Isotopic studies in marine geochemistry

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Title: Isotopic studies in marine geochemistry
Authors: Murphy, Katherine Louise
Item Type: Thesis or dissertation
Abstract: A combination of the international GEOTRACES project and developments in multi collector inductively coupled plasma mass spectrometry technology have made the study of the marine environment using isotope geochemistry more widespread, and encouraged the investigation of increasingly ambitious targets. This thesis investigates applications of two isotope systems: cadmium (Cd) and lead (Pb). Most studies of the Cd isotope composition (IC) of seawater have concluded that significant biological isotope fractionation takes place in the surface ocean. An exception to this is Yang et al. (Yang S.-C., Lee D.-C. and Ho T.-Y., 2012. The isotopic composition of cadmium in the water column of the South China Sea. Geochim. Cosmochim. Acta 98, 66-77) (2012), who suggest this is not the case in the South China Sea. Using a box model, it is shown here that biological Cd isotope fractionation most likely does take place. Organic compounds released from resins that are used for trace element separations can have a detrimental impact on the quality of isotopic analyses, and this seems particularly problematic for Cd. Results of tests suggest this may be due to anomalous mass bias behaviour, and carrying out a liquid-liquid extraction using heptane removes the organic resin residue and improves data quality. This technique is expected to be applicable to many other resins and isotope systems. Ferromanganese crusts have been widely used in palaeoceanographic studies. Here, Cd IC records for three crusts are presented. Most samples show ICs that are similar to modern deep water, suggesting diffusion may have smoothed away any signal. A new approach to modelling diffusion in crusts implies isotopic signals are likely to diffuse faster than previously suggested. Compared to the North Atlantic, the Pb concentration and IC of surface South Atlantic seawater is poorly understood. Here, data for the western South Atlantic (GEOTRACES GA02) shows a rather homogenous Pb IC. Lead concentrations have decreased since the 1990s and there may be some movement towards the natural Pb IC of Patagonian mineral dust, the likely principal natural source of Pb to this region.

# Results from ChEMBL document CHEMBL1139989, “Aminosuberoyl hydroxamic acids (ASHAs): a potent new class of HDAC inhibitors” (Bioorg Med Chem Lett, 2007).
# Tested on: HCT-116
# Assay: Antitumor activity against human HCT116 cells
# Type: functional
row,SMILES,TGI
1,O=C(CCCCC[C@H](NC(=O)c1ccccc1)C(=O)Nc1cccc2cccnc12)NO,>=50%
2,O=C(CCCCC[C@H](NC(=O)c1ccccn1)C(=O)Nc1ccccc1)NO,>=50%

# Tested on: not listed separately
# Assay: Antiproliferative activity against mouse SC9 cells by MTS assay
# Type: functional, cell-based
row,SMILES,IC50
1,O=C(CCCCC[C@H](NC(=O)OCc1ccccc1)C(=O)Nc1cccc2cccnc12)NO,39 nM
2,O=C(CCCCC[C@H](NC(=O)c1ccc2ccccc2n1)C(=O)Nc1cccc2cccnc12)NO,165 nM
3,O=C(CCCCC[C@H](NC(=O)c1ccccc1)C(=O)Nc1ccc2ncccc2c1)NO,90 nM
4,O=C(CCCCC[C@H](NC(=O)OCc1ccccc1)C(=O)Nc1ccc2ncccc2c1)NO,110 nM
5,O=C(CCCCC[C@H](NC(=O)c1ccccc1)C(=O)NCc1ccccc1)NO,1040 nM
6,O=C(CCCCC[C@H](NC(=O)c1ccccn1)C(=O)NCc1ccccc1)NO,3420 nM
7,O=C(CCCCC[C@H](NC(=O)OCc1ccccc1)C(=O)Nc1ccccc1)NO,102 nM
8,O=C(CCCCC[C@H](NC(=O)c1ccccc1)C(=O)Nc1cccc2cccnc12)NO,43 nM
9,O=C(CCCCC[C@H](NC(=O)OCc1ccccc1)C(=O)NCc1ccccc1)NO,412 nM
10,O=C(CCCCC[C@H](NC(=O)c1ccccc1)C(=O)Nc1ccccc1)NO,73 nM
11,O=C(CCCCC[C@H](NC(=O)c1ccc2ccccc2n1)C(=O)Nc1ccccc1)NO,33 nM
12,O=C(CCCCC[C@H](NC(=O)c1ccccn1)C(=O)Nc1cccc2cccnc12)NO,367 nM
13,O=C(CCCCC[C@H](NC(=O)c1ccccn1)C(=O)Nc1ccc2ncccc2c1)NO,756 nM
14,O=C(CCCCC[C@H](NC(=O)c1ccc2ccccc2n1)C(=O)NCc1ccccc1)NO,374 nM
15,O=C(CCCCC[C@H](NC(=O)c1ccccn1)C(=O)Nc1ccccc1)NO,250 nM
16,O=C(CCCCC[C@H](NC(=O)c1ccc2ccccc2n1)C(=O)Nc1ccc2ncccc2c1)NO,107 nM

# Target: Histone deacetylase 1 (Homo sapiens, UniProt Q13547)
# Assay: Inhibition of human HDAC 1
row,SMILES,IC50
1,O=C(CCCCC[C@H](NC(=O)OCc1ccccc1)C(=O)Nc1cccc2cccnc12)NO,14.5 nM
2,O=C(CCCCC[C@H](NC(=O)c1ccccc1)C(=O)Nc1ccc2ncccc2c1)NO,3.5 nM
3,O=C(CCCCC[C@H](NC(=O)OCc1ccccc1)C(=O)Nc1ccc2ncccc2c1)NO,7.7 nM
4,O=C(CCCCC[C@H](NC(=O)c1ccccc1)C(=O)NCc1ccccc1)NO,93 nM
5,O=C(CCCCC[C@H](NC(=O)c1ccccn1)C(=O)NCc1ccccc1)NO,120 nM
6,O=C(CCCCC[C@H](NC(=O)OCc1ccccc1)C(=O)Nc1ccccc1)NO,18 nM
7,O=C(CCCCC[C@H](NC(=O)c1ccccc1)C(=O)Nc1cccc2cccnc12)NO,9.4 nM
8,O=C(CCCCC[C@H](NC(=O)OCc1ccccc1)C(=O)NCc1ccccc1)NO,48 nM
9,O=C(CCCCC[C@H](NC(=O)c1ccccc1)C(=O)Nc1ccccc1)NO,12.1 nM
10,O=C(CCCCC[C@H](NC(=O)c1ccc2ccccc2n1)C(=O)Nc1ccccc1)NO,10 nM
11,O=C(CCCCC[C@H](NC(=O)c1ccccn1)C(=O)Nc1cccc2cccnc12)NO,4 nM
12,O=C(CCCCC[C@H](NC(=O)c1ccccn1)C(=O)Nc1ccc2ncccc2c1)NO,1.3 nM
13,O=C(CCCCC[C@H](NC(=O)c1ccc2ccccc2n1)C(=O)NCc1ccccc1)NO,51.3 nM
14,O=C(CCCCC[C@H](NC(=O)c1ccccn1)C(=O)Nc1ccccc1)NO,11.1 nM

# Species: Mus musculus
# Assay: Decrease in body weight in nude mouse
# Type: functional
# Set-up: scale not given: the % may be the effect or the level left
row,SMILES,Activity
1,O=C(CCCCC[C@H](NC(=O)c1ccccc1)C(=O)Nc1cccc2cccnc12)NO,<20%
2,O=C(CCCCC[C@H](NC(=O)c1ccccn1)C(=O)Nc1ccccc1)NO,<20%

Content Version: Open Access
Issue Date: Sep-2016
Date Awarded: Feb-2017
URI: http://hdl.handle.net/10044/1/68270
Supervisor: Rehkämper, Mark
van de Flierdt, Tina
Sponsor/Funder: Natural Environment Research Council (Great Britain)
Funder's Grant Number: NE/J021636/1
Department: Earth Science & Engineering
Publisher: Imperial College London
Qualification Level: Doctoral
Qualification Name: Doctor of Philosophy (PhD)
Appears in Collections:Earth Science and Engineering PhD theses



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